Nearby in the library, a hiking magazine is trying to seduce me with a photo of Montana. Sincerely, I want to be there, in that lake at Glacier. The trickster, however, always brings me here, to the Sonoran Desert, to be barbecued in summer.

Still scrounging for those banned authors, at a friend’s home in a stack of magazines, alas I find Luis.

There, in the 30th Anniversary edition of the Earth First! Journal, is banned author Luis Alberto Urrea. Now, what better place to find a banned author than in the Earth First! Journal. Luis writes of driving Ed Abbey’s ’75 fire-engine red Cadillac from Tucson to Denver. The article is, “A Mexican Writer Comes to Terms with the Ghost of Edward Abbey.”

Luis writes of leaving from the Safeway parking lot, “My candidate for Miss Universe loads her groceries into her whining little Coke-can imported car.”

Then, Luis writes, “I admire Edward Abbey. I enjoy his books. And I love his bad taste car – all the way down to the honky-tonk red carpet on the dash. This car is 20 steel feet of Ed’s laughter.”

Meanwhile, I remember the time Abbey walked through my front door. Abbey arrived in a stack of used paperbacks years ago, which I bought to read during heavy snows in my log cabin in the Chuska Mountains on Navajoland. Abbey introduced me to the machinations of Peabody’s coal mining, the monster gouging out Black Mesa, drinking its water, devouring it, a few mountain ridges away.

Now, Luis’ writing about Abbey makes it obvious why Luis was banned by Tucson public schools. Luis is the Pulitzer Prize finalist and author of “The Devil’s Highway,” non-fiction about migrants lost in the Arizona desert. Luis, featured author at this year’s Tucson Book Festival, is just too great of a writer not to be banned.

Good thing they got him.
After scribbling this with a pencil stub on scrap paper, I dash off to the best Sonoran style taco place in town, for a carne asado taco with charred scallions, grilled jalapenos and fresh avocado cream.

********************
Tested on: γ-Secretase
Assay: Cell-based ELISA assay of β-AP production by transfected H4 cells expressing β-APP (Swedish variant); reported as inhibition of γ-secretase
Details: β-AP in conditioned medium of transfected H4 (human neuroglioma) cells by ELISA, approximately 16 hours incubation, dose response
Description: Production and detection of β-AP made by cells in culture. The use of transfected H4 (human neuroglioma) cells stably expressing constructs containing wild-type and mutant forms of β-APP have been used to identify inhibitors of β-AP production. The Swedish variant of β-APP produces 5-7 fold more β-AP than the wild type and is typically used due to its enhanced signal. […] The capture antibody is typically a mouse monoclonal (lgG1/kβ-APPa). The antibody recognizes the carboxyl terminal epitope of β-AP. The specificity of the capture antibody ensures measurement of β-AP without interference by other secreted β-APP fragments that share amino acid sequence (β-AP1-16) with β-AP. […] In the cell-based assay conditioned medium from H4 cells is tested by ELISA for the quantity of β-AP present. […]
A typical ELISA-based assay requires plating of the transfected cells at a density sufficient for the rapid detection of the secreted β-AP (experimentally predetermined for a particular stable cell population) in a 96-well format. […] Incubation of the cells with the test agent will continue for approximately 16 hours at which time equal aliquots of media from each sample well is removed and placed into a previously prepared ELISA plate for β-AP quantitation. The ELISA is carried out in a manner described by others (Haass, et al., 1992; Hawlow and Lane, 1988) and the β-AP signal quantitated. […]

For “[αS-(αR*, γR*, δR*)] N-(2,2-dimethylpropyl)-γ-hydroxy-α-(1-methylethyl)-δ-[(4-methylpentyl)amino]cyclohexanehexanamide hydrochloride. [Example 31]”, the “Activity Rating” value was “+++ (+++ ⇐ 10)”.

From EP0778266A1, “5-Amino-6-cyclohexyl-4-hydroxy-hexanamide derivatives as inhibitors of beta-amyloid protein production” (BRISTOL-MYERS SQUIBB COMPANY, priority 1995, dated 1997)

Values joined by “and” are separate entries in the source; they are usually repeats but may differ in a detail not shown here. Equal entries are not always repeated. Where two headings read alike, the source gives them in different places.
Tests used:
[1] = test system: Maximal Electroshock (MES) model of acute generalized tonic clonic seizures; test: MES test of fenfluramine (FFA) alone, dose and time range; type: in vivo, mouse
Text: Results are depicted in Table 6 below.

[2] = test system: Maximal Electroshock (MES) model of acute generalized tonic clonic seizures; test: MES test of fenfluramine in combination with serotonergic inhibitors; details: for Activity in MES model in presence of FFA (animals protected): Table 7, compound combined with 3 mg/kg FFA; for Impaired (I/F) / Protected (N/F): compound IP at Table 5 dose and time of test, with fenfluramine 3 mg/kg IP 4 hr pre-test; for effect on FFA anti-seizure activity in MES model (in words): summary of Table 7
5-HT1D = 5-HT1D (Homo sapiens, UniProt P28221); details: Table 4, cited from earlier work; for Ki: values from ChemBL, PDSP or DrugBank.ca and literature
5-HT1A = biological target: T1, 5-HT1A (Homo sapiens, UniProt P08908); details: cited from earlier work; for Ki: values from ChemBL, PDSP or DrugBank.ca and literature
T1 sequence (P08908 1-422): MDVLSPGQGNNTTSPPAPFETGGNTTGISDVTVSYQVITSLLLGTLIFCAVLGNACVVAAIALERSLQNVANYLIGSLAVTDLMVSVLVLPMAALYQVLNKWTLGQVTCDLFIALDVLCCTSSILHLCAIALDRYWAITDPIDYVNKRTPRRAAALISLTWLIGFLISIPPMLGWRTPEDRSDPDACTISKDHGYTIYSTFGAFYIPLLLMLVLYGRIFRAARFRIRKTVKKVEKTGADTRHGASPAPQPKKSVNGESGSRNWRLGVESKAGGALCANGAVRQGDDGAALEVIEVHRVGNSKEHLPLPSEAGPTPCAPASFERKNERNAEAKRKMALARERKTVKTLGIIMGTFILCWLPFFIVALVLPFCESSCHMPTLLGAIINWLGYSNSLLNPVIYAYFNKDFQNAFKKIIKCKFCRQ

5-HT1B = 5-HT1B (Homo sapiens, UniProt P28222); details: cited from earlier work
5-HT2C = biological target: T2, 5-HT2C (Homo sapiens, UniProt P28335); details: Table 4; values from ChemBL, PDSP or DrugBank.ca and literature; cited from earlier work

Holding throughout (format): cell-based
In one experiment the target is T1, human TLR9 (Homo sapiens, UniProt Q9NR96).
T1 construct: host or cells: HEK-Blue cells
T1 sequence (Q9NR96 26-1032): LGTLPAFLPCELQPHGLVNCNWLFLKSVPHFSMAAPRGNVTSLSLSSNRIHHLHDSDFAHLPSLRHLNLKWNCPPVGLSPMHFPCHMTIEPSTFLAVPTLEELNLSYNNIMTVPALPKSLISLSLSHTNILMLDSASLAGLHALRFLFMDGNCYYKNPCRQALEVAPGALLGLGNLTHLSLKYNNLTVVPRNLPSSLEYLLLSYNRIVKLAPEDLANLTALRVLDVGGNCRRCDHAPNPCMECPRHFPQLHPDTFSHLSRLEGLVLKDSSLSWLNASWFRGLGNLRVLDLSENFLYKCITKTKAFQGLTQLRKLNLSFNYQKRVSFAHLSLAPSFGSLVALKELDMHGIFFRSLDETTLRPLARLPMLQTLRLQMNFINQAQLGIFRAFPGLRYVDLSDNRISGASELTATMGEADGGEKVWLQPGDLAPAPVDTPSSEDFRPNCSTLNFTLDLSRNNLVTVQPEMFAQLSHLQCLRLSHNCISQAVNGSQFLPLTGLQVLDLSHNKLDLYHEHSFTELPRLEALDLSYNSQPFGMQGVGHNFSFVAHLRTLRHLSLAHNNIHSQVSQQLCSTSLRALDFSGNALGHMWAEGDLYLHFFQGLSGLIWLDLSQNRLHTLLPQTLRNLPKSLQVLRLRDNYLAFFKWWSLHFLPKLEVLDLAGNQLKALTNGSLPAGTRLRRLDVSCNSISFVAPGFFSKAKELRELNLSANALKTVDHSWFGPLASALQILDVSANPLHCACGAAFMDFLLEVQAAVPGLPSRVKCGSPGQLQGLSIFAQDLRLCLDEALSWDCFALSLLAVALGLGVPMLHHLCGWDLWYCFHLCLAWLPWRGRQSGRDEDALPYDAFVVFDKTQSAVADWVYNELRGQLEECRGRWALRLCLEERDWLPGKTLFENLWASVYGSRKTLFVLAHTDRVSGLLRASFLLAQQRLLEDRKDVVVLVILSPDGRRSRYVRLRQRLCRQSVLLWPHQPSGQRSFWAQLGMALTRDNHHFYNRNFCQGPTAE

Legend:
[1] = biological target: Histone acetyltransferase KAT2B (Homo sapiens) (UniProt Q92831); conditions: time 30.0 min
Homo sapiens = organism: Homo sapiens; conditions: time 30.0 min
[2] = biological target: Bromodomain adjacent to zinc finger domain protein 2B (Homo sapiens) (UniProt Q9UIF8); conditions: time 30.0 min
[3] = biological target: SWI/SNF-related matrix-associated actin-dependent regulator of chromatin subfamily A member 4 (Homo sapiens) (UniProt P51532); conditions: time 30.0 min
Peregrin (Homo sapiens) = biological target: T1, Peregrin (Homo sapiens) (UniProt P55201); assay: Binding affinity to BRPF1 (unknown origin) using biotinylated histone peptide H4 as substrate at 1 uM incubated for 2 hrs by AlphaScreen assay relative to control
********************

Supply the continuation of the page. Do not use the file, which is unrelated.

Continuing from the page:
If you don’t know where it is -- I’m not telling.

Brenda Norrell, a journalist of Native American news for 30 years, has written for Navajo Times, AP and USA Today. After being censored and then terminated as a longtime staff reporter for Indian Country Today, she created Censored News in 2006. After living on the Navajo Nation for 18 years, she moved to Tucson.
For permission to repost this article in full:, or feel free to share the link.
Also see: Censored News article on banning of books in Tucson leads to new release of Mohawk poetry book
Censored News honors these champions and iconoclasts, banned by Tucson public schools
High School Course Texts and Reading Lists Table 20: American Government/Social Justice Education Project 1, 2 - Texts and Reading Lists
Rethinking Columbus: The Next 500 Years (1998) by B. Bigelow and B. Peterson
The Latino Condition: A Critical Reader (1998) by R. Delgado and J. Stefancic
Critical Race Theory: An Introduction (2001) by R. Delgado and J. Stefancic
Pedagogy of the Oppressed (2000) by P. Freire
United States Government: Democracy in Action (2007) by R. C. Remy
Dictionary of Latino Civil Rights History (2006) by F. A. Rosales
Declarations of Independence: Cross-Examining American Ideology (1990) by H. Zinn
Table 21: American History/Mexican American Perspectives, 1, 2 - Texts and Reading Lists
Occupied America: A History of Chicanos (2004) by R. Acuña
The Anaya Reader (1995) by R. Anaya
The American Vision (2008) by J. Appleby et el.
Rethinking Columbus: The Next 500 Years (1998) by B. Bigelow and B. Peterson
Drink Cultura: Chicanismo (1992) by J. A. Burciaga
Message to Aztlán: Selected Writings (1997) by R. Gonzales
De Colores Means All of Us: Latina Views Multi-Colored Century (1998) by E. S. Martínez
500 Años Del Pueblo Chicano/500 Years of Chicano History in Pictures (1990) by E. S. Martínez
Codex Tamuanchan: On Becoming Human (1998) by R. Rodríguez
The X in La Raza II (1996) by R. Rodríguez
Dictionary of Latino Civil Rights History (2006) by F. A. Rosales
A People's History of the United States: 1492 to Present (2003) by H. Zinn
Course: English/Latino Literature 7, 8
Ten Little Indians (2004) by S. Alexie
The Fire Next Time (1990) by J. Baldwin
Loverboys (2008) by A. Castillo
Women Hollering Creek (1992) by S. Cisneros
Mexican White Boy (2008) by M. de la Pena
Drown (1997) by J. Díaz
Woodcuts of Women (2000) by D. Gilb
At the Afro-Asian Conference in Algeria (1965) by E. Guevara
Color Lines: "Does Anti-War Have to Be Anti-Racist Too?" (2003) by E. Martínez
Culture Clash: Life, Death and Revolutionary Comedy (1998) by R. Montoya et al.